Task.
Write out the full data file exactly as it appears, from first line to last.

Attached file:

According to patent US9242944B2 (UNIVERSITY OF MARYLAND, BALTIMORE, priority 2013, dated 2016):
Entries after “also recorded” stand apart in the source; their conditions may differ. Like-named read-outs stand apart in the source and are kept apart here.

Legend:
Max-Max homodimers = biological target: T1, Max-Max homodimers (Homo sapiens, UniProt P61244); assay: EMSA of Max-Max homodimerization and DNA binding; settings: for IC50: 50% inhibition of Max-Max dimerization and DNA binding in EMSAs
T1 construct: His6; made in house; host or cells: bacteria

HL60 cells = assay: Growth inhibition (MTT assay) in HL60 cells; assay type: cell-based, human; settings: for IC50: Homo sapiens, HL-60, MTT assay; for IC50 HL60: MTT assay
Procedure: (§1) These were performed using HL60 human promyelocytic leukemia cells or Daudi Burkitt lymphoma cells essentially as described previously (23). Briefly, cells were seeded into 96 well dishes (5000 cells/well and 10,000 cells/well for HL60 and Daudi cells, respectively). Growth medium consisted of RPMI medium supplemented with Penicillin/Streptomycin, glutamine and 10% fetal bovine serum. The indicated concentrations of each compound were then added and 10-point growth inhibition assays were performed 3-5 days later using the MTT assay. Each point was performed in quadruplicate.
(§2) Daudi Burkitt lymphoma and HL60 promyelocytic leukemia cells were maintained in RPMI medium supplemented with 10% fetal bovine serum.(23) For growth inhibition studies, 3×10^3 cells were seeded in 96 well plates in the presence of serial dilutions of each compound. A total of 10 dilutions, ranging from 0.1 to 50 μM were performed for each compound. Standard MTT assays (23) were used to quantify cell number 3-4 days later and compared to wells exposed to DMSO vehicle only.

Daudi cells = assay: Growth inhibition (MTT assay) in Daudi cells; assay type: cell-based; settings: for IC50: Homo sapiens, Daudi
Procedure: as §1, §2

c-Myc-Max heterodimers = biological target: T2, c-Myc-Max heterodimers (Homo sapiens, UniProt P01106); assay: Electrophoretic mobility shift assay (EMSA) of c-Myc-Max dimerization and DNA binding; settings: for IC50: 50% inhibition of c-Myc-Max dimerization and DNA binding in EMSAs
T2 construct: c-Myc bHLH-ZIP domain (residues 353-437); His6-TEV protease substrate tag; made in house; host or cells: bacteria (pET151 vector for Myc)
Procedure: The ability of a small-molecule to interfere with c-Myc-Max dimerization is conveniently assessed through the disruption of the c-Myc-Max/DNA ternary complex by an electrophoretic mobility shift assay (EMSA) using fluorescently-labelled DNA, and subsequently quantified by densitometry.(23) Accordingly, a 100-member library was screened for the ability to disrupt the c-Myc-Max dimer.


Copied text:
According to patent US9242944B2 (UNIVERSITY OF MARYLAND, BALTIMORE, priority 2013, dated 2016):
Entries after “also recorded” stand apart in the source; their conditions may differ. Like-named read-outs stand apart in the source and are kept apart here.

Legend:
Max-Max homodimers = biological target: T1, Max-Max homodimers (Homo sapiens, UniProt P61244); assay: EMSA of Max-Max homodimerization and DNA binding; settings: for IC50: 50% inhibition of Max-Max dimerization and DNA binding in EMSAs
T1 construct: His6; made in house; host or cells: bacteria

HL60 cells = assay: Growth inhibition (MTT assay) in HL60 cells; assay type: cell-based, human; settings: for IC50: Homo sapiens, HL-60, MTT assay; for IC50 HL60: MTT assay
Procedure: (§1) These were performed using HL60 human promyelocytic leukemia cells or Daudi Burkitt lymphoma cells essentially as described previously (23). Briefly, cells were seeded into 96 well dishes (5000 cells/well and 10,000 cells/well for HL60 and Daudi cells, respectively). Growth medium consisted of RPMI medium supplemented with Penicillin/Streptomycin, glutamine and 10% fetal bovine serum. The indicated concentrations of each compound were then added and 10-point growth inhibition assays were performed 3-5 days later using the MTT assay. Each point was performed in quadruplicate.
(§2) Daudi Burkitt lymphoma and HL60 promyelocytic leukemia cells were maintained in RPMI medium supplemented with 10% fetal bovine serum.(23) For growth inhibition studies, 3×10^3 cells were seeded in 96 well plates in the presence of serial dilutions of each compound. A total of 10 dilutions, ranging from 0.1 to 50 μM were performed for each compound. Standard MTT assays (23) were used to quantify cell number 3-4 days later and compared to wells exposed to DMSO vehicle only.

Daudi cells = assay: Growth inhibition (MTT assay) in Daudi cells; assay type: cell-based; settings: for IC50: Homo sapiens, Daudi
Procedure: as §1, §2

c-Myc-Max heterodimers = biological target: T2, c-Myc-Max heterodimers (Homo sapiens, UniProt P01106); assay: Electrophoretic mobility shift assay (EMSA) of c-Myc-Max dimerization and DNA binding; settings: for IC50: 50% inhibition of c-Myc-Max dimerization and DNA binding in EMSAs
T2 construct: c-Myc bHLH-ZIP domain (residues 353-437); His6-TEV protease substrate tag; made in house; host or cells: bacteria (pET151 vector for Myc)
Procedure: The ability of a small-molecule to interfere with c-Myc-Max dimerization is conveniently assessed through the disruption of the c-Myc-Max/DNA ternary complex by an electrophoretic mobility shift assay (EMSA) using fluorescently-labelled DNA, and subsequently quantified by densitometry.(23) Accordingly, a 100-member library was screened for the ability to disrupt the c-Myc-Max dimer.